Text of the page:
Feedback controllers began to be created as separate multipurpose devices, and Minorsky (1922) invented the three-term or PID control at the General Electric Research Laboratory while helping install and test some automatic steering on board a ship. PID controllers have regularly been used for inner loops ever since, and these feedback controllers were used to develop ideas about optimal control in the 1950s and ’60s. The maximum principle was developed in 1956 (Pontryagin et al., 1962), and dynamic programming (Bellman 1952 & 1957) laid the foundations of optimal control theory. That was followed by progress in stochastic and robust control techniques in the 1970s. The design methodologies of that time were for linear single input, single output systems and tended to be based on frequency response techniques or the Laplace transform solution of differential equations. The advent of computers and need to control ballistic objects for which physical models could be constructed led to the state-space approach, which tended to replace the general differential equation by a system of first order differential equations. That led to the development of modern systems and control theory with an emphasis on mathematical formulation.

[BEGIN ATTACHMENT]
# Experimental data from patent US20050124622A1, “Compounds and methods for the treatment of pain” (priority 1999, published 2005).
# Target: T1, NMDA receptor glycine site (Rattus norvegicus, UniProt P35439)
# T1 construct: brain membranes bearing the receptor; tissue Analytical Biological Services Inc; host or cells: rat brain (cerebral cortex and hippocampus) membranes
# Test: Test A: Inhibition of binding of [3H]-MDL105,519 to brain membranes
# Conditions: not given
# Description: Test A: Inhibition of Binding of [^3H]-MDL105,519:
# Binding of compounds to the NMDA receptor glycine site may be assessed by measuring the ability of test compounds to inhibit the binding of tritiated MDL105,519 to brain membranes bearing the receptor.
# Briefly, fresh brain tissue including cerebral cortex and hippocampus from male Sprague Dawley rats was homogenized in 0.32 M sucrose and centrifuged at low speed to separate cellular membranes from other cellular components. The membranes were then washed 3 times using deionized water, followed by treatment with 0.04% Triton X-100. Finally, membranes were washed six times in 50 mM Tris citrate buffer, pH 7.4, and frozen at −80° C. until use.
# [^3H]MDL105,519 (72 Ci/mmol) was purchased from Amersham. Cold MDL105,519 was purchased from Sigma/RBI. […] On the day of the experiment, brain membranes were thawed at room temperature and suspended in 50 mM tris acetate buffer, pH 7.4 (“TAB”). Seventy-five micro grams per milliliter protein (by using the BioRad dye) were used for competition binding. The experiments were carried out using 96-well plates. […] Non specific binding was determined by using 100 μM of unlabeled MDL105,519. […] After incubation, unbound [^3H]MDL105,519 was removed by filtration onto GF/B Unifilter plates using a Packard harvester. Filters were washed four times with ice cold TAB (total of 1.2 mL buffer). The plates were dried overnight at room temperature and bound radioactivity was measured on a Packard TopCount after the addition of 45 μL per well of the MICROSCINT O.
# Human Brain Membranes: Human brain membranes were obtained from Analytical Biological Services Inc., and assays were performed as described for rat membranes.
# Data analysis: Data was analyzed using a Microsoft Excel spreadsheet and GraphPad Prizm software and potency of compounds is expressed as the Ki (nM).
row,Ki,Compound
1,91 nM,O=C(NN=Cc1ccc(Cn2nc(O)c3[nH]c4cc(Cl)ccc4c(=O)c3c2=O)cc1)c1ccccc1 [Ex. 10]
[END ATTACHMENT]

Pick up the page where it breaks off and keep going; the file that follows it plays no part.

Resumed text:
Recent controllers were traditionally electrical or at least electromechanical, but in 1969-1970, the Intel microprocessor was invented by Ted Hoff, and since then the price of microprocessors (and memory) has fallen roughly in line with Moore’s Law, which stated that the number of transistors on an integrated circuit would double roughly every two years. That all made the implementation of a basic feedback control system in an inner loop more trivial, and more recent systems have used robust control and then adaptive control. Adaptive control does not need a priori information and has parameters that vary, or are initially uncertain. For example, as an aircraft flies, its mass will slowly decrease as a result of fuel consumption, or in our case, a powered wheelchair user may become more tired as the day goes on. In these cases a low level control law is needed that adapts itself as conditions change.